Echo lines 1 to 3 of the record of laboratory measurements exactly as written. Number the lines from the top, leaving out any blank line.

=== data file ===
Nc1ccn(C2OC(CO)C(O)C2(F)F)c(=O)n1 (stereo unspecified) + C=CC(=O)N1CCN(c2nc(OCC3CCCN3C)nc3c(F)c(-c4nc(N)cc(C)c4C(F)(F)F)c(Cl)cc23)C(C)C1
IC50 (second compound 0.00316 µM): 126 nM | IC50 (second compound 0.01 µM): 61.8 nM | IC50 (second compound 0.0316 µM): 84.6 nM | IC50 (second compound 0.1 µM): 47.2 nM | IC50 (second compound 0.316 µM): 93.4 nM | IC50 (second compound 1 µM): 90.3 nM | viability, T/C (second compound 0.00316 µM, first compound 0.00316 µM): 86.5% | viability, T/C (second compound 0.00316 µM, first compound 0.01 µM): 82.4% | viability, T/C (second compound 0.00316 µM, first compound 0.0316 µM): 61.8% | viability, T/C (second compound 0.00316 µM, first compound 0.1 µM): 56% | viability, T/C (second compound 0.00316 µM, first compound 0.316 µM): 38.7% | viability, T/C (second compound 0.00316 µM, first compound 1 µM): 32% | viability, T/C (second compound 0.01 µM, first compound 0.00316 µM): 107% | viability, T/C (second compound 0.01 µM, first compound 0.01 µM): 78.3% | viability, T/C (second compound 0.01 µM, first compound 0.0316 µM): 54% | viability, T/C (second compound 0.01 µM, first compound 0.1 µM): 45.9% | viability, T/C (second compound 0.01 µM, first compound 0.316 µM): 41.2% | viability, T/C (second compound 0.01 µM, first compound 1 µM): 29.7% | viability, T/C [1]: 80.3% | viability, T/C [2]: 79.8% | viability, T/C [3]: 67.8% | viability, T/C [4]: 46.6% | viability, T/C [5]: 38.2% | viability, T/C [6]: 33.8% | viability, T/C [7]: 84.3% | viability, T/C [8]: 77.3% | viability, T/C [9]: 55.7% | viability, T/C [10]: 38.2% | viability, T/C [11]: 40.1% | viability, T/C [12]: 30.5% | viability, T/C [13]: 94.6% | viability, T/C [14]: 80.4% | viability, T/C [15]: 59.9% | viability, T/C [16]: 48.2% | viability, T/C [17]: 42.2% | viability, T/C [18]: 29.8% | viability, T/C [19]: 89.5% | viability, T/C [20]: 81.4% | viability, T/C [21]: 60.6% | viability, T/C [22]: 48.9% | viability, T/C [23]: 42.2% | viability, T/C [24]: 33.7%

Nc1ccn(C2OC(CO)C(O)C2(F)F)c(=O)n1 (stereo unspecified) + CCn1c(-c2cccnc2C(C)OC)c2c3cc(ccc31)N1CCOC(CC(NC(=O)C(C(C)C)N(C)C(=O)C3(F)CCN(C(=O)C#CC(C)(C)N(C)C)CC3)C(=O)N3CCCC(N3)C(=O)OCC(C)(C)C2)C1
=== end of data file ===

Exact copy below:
Nc1ccn(C2OC(CO)C(O)C2(F)F)c(=O)n1 (stereo unspecified) + C=CC(=O)N1CCN(c2nc(OCC3CCCN3C)nc3c(F)c(-c4nc(N)cc(C)c4C(F)(F)F)c(Cl)cc23)C(C)C1
IC50 (second compound 0.00316 µM): 126 nM | IC50 (second compound 0.01 µM): 61.8 nM | IC50 (second compound 0.0316 µM): 84.6 nM | IC50 (second compound 0.1 µM): 47.2 nM | IC50 (second compound 0.316 µM): 93.4 nM | IC50 (second compound 1 µM): 90.3 nM | viability, T/C (second compound 0.00316 µM, first compound 0.00316 µM): 86.5% | viability, T/C (second compound 0.00316 µM, first compound 0.01 µM): 82.4% | viability, T/C (second compound 0.00316 µM, first compound 0.0316 µM): 61.8% | viability, T/C (second compound 0.00316 µM, first compound 0.1 µM): 56% | viability, T/C (second compound 0.00316 µM, first compound 0.316 µM): 38.7% | viability, T/C (second compound 0.00316 µM, first compound 1 µM): 32% | viability, T/C (second compound 0.01 µM, first compound 0.00316 µM): 107% | viability, T/C (second compound 0.01 µM, first compound 0.01 µM): 78.3% | viability, T/C (second compound 0.01 µM, first compound 0.0316 µM): 54% | viability, T/C (second compound 0.01 µM, first compound 0.1 µM): 45.9% | viability, T/C (second compound 0.01 µM, first compound 0.316 µM): 41.2% | viability, T/C (second compound 0.01 µM, first compound 1 µM): 29.7% | viability, T/C [1]: 80.3% | viability, T/C [2]: 79.8% | viability, T/C [3]: 67.8% | viability, T/C [4]: 46.6% | viability, T/C [5]: 38.2% | viability, T/C [6]: 33.8% | viability, T/C [7]: 84.3% | viability, T/C [8]: 77.3% | viability, T/C [9]: 55.7% | viability, T/C [10]: 38.2% | viability, T/C [11]: 40.1% | viability, T/C [12]: 30.5% | viability, T/C [13]: 94.6% | viability, T/C [14]: 80.4% | viability, T/C [15]: 59.9% | viability, T/C [16]: 48.2% | viability, T/C [17]: 42.2% | viability, T/C [18]: 29.8% | viability, T/C [19]: 89.5% | viability, T/C [20]: 81.4% | viability, T/C [21]: 60.6% | viability, T/C [22]: 48.9% | viability, T/C [23]: 42.2% | viability, T/C [24]: 33.7%

Nc1ccn(C2OC(CO)C(O)C2(F)F)c(=O)n1 (stereo unspecified) + CCn1c(-c2cccnc2C(C)OC)c2c3cc(ccc31)N1CCOC(CC(NC(=O)C(C(C)C)N(C)C(=O)C3(F)CCN(C(=O)C#CC(C)(C)N(C)C)CC3)C(=O)N3CCCC(N3)C(=O)OCC(C)(C)C2)C1